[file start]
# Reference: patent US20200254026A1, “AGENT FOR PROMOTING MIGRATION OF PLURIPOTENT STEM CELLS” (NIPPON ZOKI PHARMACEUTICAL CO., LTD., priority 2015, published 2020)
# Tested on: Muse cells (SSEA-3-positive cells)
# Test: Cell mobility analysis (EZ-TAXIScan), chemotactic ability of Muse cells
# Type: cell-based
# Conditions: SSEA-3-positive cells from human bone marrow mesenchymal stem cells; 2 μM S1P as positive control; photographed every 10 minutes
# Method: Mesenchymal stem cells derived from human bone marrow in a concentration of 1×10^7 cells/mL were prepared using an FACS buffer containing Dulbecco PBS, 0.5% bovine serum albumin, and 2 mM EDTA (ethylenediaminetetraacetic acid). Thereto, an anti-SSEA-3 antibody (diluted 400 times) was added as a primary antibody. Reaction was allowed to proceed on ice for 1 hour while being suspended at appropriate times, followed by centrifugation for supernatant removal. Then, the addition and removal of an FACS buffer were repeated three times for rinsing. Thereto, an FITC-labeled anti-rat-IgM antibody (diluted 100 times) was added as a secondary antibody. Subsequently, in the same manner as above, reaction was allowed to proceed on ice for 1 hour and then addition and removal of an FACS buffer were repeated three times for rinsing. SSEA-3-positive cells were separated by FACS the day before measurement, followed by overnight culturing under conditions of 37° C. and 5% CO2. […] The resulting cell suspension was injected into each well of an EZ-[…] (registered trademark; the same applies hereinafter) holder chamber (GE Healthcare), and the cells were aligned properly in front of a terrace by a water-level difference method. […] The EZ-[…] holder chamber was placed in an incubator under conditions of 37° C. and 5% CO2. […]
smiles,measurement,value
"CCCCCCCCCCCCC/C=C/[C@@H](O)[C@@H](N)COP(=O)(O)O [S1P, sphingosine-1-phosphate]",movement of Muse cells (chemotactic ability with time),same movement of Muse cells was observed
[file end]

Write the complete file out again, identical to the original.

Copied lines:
# Reference: patent US20200254026A1, “AGENT FOR PROMOTING MIGRATION OF PLURIPOTENT STEM CELLS” (NIPPON ZOKI PHARMACEUTICAL CO., LTD., priority 2015, published 2020)
# Tested on: Muse cells (SSEA-3-positive cells)
# Test: Cell mobility analysis (EZ-TAXIScan), chemotactic ability of Muse cells
# Type: cell-based
# Conditions: SSEA-3-positive cells from human bone marrow mesenchymal stem cells; 2 μM S1P as positive control; photographed every 10 minutes
# Method: Mesenchymal stem cells derived from human bone marrow in a concentration of 1×10^7 cells/mL were prepared using an FACS buffer containing Dulbecco PBS, 0.5% bovine serum albumin, and 2 mM EDTA (ethylenediaminetetraacetic acid). Thereto, an anti-SSEA-3 antibody (diluted 400 times) was added as a primary antibody. Reaction was allowed to proceed on ice for 1 hour while being suspended at appropriate times, followed by centrifugation for supernatant removal. Then, the addition and removal of an FACS buffer were repeated three times for rinsing. Thereto, an FITC-labeled anti-rat-IgM antibody (diluted 100 times) was added as a secondary antibody. Subsequently, in the same manner as above, reaction was allowed to proceed on ice for 1 hour and then addition and removal of an FACS buffer were repeated three times for rinsing. SSEA-3-positive cells were separated by FACS the day before measurement, followed by overnight culturing under conditions of 37° C. and 5% CO2. […] The resulting cell suspension was injected into each well of an EZ-[…] (registered trademark; the same applies hereinafter) holder chamber (GE Healthcare), and the cells were aligned properly in front of a terrace by a water-level difference method. […] The EZ-[…] holder chamber was placed in an incubator under conditions of 37° C. and 5% CO2. […]
smiles,measurement,value
"CCCCCCCCCCCCC/C=C/[C@@H](O)[C@@H](N)COP(=O)(O)O [S1P, sphingosine-1-phosphate]",movement of Muse cells (chemotactic ability with time),same movement of Muse cells was observed